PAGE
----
It’s a physical thing. I F***ing love everything abt acting. I love movies. I love what they do. I am just so fuelled by it like nohing else. I don’t apply [being a role model] to the choices I make. I feel like a role model is not necessarily someone you want to imitate, just someone you admire. I don’t say i’m not magnetic to try and sound self-deprecating. I’m just not. Though I actually love people. I would like to meet more people. I know no one.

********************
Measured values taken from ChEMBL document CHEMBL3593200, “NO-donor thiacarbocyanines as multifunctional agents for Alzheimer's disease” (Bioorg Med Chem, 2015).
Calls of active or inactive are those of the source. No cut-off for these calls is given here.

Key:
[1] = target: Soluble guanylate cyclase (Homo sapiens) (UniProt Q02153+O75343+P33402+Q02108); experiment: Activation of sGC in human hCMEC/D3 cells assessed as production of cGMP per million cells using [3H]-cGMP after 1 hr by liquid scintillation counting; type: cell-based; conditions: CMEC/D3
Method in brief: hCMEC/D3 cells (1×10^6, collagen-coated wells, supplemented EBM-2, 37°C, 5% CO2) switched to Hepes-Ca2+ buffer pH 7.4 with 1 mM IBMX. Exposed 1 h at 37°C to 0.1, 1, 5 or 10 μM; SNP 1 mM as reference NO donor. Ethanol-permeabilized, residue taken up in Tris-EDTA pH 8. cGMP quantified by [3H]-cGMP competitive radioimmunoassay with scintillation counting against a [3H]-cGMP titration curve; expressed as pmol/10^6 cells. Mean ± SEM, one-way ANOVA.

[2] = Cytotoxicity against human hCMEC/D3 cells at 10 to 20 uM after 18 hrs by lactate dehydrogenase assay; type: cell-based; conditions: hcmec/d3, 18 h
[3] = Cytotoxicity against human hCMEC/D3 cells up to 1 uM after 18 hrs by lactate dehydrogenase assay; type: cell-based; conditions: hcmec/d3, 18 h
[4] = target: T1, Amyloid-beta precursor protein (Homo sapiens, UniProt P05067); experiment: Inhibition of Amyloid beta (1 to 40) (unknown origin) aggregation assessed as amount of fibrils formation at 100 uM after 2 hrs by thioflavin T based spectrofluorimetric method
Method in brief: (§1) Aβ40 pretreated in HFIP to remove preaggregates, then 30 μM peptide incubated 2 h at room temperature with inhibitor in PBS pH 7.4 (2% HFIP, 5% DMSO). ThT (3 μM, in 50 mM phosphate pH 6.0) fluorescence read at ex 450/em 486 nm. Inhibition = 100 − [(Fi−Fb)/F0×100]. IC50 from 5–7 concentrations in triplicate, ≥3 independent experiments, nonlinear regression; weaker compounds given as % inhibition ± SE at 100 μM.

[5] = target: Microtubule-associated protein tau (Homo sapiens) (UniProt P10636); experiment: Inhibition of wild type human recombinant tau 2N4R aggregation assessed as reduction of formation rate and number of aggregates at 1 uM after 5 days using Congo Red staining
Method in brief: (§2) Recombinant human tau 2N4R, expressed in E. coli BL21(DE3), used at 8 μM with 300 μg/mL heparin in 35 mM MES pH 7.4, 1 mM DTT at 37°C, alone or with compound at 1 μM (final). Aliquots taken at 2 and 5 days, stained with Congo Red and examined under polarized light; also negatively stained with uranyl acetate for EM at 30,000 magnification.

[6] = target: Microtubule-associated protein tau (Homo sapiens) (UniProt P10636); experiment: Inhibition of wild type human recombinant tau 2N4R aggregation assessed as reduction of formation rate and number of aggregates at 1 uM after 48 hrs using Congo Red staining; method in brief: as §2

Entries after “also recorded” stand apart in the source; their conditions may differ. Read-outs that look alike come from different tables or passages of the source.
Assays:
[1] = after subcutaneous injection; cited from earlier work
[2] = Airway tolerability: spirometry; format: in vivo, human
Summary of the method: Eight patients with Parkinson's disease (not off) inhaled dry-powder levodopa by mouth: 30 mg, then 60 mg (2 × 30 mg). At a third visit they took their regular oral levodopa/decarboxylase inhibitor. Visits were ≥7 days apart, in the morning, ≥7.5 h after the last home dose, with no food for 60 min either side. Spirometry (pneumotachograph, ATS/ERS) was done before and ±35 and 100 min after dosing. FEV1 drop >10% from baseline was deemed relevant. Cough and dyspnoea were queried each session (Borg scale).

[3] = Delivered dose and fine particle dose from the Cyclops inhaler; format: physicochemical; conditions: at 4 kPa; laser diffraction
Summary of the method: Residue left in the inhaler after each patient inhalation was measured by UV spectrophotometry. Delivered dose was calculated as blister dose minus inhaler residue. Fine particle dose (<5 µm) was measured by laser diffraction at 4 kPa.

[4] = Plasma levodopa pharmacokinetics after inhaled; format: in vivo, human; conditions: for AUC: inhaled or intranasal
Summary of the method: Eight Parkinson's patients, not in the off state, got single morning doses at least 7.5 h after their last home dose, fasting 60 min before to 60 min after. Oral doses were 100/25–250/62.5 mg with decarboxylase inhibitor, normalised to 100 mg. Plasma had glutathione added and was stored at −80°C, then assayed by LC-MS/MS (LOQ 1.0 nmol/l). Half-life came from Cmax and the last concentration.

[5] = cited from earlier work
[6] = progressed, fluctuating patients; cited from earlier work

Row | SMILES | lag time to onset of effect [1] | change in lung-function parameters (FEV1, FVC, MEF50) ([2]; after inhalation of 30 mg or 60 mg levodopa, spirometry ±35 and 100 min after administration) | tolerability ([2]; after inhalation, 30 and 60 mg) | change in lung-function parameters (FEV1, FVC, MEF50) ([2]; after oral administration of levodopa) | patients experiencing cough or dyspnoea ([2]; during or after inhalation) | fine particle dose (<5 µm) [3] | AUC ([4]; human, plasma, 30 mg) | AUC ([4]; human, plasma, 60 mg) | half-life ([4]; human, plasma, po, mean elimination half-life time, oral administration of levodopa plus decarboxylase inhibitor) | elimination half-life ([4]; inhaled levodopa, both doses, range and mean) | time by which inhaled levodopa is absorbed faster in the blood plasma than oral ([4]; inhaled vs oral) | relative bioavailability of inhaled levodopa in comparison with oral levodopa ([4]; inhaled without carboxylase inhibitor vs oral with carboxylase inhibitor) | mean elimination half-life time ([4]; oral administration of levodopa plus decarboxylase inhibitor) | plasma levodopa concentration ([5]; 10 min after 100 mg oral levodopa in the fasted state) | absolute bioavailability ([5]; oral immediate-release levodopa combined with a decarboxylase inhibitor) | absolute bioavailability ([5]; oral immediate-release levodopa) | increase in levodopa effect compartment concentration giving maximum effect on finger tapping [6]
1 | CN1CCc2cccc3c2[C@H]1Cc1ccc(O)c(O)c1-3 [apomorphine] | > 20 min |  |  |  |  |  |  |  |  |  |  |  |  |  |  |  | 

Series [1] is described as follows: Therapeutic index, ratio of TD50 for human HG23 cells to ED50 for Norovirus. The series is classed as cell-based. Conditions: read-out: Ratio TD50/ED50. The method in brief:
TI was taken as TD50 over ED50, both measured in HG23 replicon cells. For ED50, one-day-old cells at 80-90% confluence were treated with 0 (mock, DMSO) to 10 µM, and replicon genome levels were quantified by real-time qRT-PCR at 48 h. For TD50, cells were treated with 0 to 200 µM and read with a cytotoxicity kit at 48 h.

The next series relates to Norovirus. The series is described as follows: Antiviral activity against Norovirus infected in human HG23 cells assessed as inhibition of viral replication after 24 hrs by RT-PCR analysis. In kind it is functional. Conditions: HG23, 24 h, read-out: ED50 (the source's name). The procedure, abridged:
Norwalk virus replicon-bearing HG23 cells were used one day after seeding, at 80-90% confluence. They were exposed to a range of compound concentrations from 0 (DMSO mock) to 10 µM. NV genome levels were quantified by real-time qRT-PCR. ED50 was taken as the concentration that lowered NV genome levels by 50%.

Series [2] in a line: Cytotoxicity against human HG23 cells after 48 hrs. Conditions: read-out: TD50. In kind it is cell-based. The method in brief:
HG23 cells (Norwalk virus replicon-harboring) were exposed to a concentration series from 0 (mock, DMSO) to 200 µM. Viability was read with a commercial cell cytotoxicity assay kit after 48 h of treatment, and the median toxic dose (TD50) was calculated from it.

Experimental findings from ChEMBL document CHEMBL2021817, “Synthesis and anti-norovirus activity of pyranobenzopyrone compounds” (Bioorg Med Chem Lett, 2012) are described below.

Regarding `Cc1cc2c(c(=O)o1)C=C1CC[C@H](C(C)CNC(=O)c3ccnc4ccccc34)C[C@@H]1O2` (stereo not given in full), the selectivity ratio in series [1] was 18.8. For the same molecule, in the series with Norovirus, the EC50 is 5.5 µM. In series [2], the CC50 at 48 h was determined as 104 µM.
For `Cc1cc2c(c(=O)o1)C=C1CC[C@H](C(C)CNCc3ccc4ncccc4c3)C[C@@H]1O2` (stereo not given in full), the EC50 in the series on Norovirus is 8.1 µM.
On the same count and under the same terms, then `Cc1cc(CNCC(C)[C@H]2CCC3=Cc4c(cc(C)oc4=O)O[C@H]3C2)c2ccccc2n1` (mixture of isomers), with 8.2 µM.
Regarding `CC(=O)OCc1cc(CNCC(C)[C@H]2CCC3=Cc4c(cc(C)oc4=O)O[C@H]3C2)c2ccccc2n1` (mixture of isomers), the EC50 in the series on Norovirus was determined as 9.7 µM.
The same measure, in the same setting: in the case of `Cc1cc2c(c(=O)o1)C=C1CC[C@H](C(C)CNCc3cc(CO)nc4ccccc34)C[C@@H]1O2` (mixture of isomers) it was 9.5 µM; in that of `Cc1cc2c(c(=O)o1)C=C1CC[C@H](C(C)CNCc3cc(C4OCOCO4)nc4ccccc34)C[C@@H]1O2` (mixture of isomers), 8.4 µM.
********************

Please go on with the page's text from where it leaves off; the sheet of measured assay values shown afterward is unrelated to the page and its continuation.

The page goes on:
Working girl In March, we revealed Kristen Stewart as our June Cover star: Twitter went wild. The next day, we shot her, met her got to know her. Now its your turn. So what’s driving Kristen? Kristen Stewart is not sullen. Not for the duration of our interview, is she withdrawn, reluctant to speak or wearing a pained expression. No nerves seem to be affecting her, making her appear on edge or keyed up. She is not hiding behind her hair nor looking longingly towards the exit. In short, Kristen Stewart is nothing like I had led to believe. That Kristen is all surprising is, well, surprising, this is a 22 year old woman whose every hairstyle, musical preference and favoured brand of trainers are pored over, disclosed and dissected by millions. If she mentions an album she’s listening to iTunes will see a serge in downloads. When we tweeted from the shoot in Los Angeles, the hashtag #KristenELLE became the number-one worldwide trending topic. The intimate details of her likes, dislikes, loathes and movements are considered public property and shared accordingly. All of which means that when it comes to Kristen, you could be forgiven for thinking we know everything there is to know. But has she been holding out on us? Some things are as you’d expect. Today she’s dressed exactly like every other ‘off-duty’ Kristen paparazzi image you’ve ever seen: vest, hoodie, blue jeans and bright yellow plimsolls (the ones she wore as Alison or Mallory in Welcome to The Rileys). And physically she is instantly recognisable from her on-screen persona: not skin-and-bones thin, but so petite that the high backed chair appears to dwarf her 5ft 6in frame; long, shampoo-advert-worthy hair raked casually to one side; she’s very pale, and freckled; it’s all set of by her eyes so clear and assessing I have to shake the idea that I’m the one up for inspection. During the day she hangs back from all the hoopla of photographers and assistants, but she’s at ease, she goes through the rail of clothes ELLE has brought, enthusing over the Miu Miu satain cropped top and skirt on our subscribers cover. She is described as fiercely private with tedious regularity, mostly because she doesn’t want to- alright, won’t – talk about Robert Pattinson, who is probably her boyfriend but who knows for sure – because – remember? She doesn’t like talking about it. She’s been explicit about her reasons for not discussing it, saying “I’m selfish. I’m like ‘that’s mine!’ ”But she has also said, ‘Come on, guys, its like so obvious.’ And, between the public displays of almost affection at premieres and the grainy camera-phone shots of the pair out and about together, looking scruffy and beautiful and young. It kind of is. But, still, she’s not going to talk about it, so lets shift our gaze to what is talked about less often: What is it that makes her, well happy? What is her all consuming passion? What does she really love? The answer explains perfectly why she considers the downsides of this modern Hollywood life worth wile. Because what she really, really loves is her job. It’s a physical thing. She says passionately, without a moment of hesitation. ‘I F***ing love everything about [acting]. I love movies. I love what they do. I am just so fuelled by it like nothing else in my life.’ (Pattinson, its worth noting, seems sweetly in awe of Kristen’s professional drive. ‘[She] is very focused on being an actress,’ he has said. ‘I mean, that’s what she is…. she’s an actress, whereas I just don’t know.’) Kristen made her Hollywood debut in 2002’s Panic Room. She still cites working with Jodie Foster on the movie as one of her favourite experiences. ‘I was really lucky, Jodie’s incredibly professional but she’s not too professional because she’s so cool. She’s another member of the crew. I love that and it’s completely influenced me.’ It’s not hard to imagine that’s exactly the kind of career Kristen wants to have; it’s not hard to imagine her achieving it, either. But it’s her ultra-normal background that she claims really motivated her career choice. ‘I’m really boring; things I would want to read about have not happened to me. But that’s the reason you read those books and watch those movies. This job is just crazy, different step forward from be able to watch a movie. It’s like I’m truly walking in to someone else’s shoes, I get to live there. And I want to do that because I’m pretty sure I have something to learn each time. Even if that’s learning how to f***ing ride a horse in Show White.’ Snow White and The Huntsman is Kristen’s latest release. And despite the twilight behemoths, this blockbuster registers as an unusual choice: outside vampire romance, character-driven roles in lo-fi productions have been more her style. After the first Twilight instalment – which she signed on for when it was a low budget, low expectations affair – she took the role of a teen runaway-turned-prostitute in Welcome to The Riley’s. Her other credits include parts as a turbulent teenage in Adventureland, an acclaimed performance as a young Joan Jett in The Runaways and a still to be seen Marylou in Jack Kerouac’s classic on the road (this is one you can sense she enjoyed the most. Just turning up and looking pretty isn’t going to secure Kristen’s services, so what was it about Snow White and The Huntsman that made her turn in to a princess? ‘It’s a war movie and an identity-crisis movie,’ she explains. ‘Basically, she goes to jail when she’s seven and gets out when she’s 18. She’s so stunted that essentially she’s still a child, even though she’s already a woman. When she comes out she’s got to save people, but she hasn’t experienced anything like they have. She’s very isolated, She has all these feelings she doesn’t really know why yet, and I can relate to that.’ Reliability might just be the secret to what Kristen does so well. Making complicated, condictory characters seem understandable is her skill. Even classic lovelorn teen Bella presents a quandary – is she prepared to die for a boy, a killer, she’s just met? – but Kristen makes each dilemma seem real. Welcome to the Riley’s sex worker is tougher to sell, but the actress took pleasure in curveballing her Twilight audience with that choice. ‘I think it’s a great I did a movie that a whole load of young girls wouldn’t otherwise be exposed to. I knew they were going, “S**t, she’s playing a f**king prostitute!” But I think now everybody probably looks back and goes, “It’s f**king cool she did that”.’ Does the responsibility of being a role model weigh heavy on her shoulders? ‘I don’t apply it to the choices I made,’ she says. ‘I feel like a role model is not necessarily somebody you want to imitate, just someone you admire. I look at characters I play sometimes and think, “F**k, I would like to be like that.”’ Like Joan Jett? ‘Exactly, it makes sense to me why other people don’t just look at that person, they look at me. Anyone who happens to choose to look up to me it’s like, ‘But I’m literally you, I’m looking up to the characters you’re admiring me for choosing”.’ But it’s not just about her roles. She herself has been a positive influence on many. The way she would rather feel comfortable than wear the typical Hollywood starlet uniforms, both on and off the red carpet, is a worthwhile message. A Yigal Azrouel dress with Converse All Stars was her outfit of choice for an early premiere, and though the dress for Breaking Dawn’s London screening two years later was a Roberto Cavalli affair, she still made no attempt to hide the moment she changed from her heels in to trainers. I think she can take credit for showing a generation of young women that it’s OK to be different. She nods, considering the idea. ‘It’s weird, at school I was torn apart for not wearing a certain brand of jeans,’ she says. ‘It nearly killed me. I was so embarrassed and so insecure, but I knew I could never put them on, I would look ridiculous’ Kristen’s early start in acting meant a standard education was impossible. I bring up a comment she made about certain teachers failing her. Her clear eyes roll. ‘When I said they literally failed me, I meant they literally failed me. As in, I got F’s!’ Does it bother her, being misrepresented? ‘You grow callouses,’ She shrugs. Which might account for the impression people her of her being slightly guarded a touch of cool. She will concede that there’s something to the image, though. ‘I don’t say I’m not magnetic to try and sound self-deprecating,’ she says. ‘I’m just not. I’m pretty good at….’ Repelling people? ‘Yeah. Though actually I love people. I would like to meet more people. I know no one.’ Well, not no on – though it’s clear her friends come mainly through work, the unifying factor being they are all people who inspire her in some way; talent s what turns her on. Rupert Sanders, director of Snow White and The Huntsman, for example won her adulation because, ‘Considering how young and fresh he is it’s like f**king awesome he’s got such balls.’ And then there’s her new fashion friend, Balenciaga’s, Nicholas Ghesquire (who seems to have a knack of collecting cool women around him; he counts Charlotte Gainsbourg, Irina Lazareanu, Jennifer Connelly and Francoise Hardy as muses alongside Kristen). She’s at a pains to explain there is more than just a paid-face-of-the-fragrance relationship. ‘I didn’t have to go to Paris [for the Balenciaga show in March]. I really love Nicholas,’ she says. ‘We’re buds now, I love being around him.’ Kristen has sat front row not only at Balenciaga but also at Burberry and Mullberry, though fashion is a world she carefully chooses when and how to enter. ‘It makes me excited because of how little I’ve had to do with it,’ she says, enthusing about the ‘unbelievable’ Balenciaga archive Ghesquire shown her on a previous visit. Her natural style is ‘not experimental’, she admits. ‘ I just wear very functional clothes. When i’m in London I feel so dressed down and young Californian. Even if I try to look nice when I go out for dinner, I just don’t have a thing. I will always wear no socks and be like, “F**k, it’s freezing what am I doing?” That’s not to say she’s forced in to her red carpet outfits. “I know a lot of people who are able to take it in to their lives, people who are quiet chic all the time. For me it really is like there’s a time and a place – I love doing it but it fits in to a particular part of my life.’ Parts of her life like the ELLE style awards in 2012, where she wore a Pucci dress with a jacket by LA Label 1020 by Nicole. She works with a stylist for promotional tours, but says she is ‘incredibly picky. I know as soon as I put something on, “OK, I will wear this.’ At some point will we be seeing Kristen Stewart the director? ‘I want to direct movies. Sometimes I think, ‘God, I want to do that, I want to do that next.” But then I work with someone who’s great at what they do and I think, “I’m not there yet”.’ I ask whether she wants to escape for a while but despite acknowledging a breaking would be a good idea, she dismisses it. Is there something apart from the thrill of a new work challenge that drives her? When is she really happy, I ask? ‘In my car with the right friend – I like to drive, I like to be in LA, it feels like “Ahhhhh.”So I would say if the right song came on, Windows down that’s a great feeling. To just be excited to be moving, to be like, “Here we are”.’ Final question, I promise as the evening turns chilly: how would you describe yourself? ‘I don’t know,’ She hedges. ‘I was going to say that I really like what I do. I really love what I do. I think the most interesting part of me, literally, Is what I do.’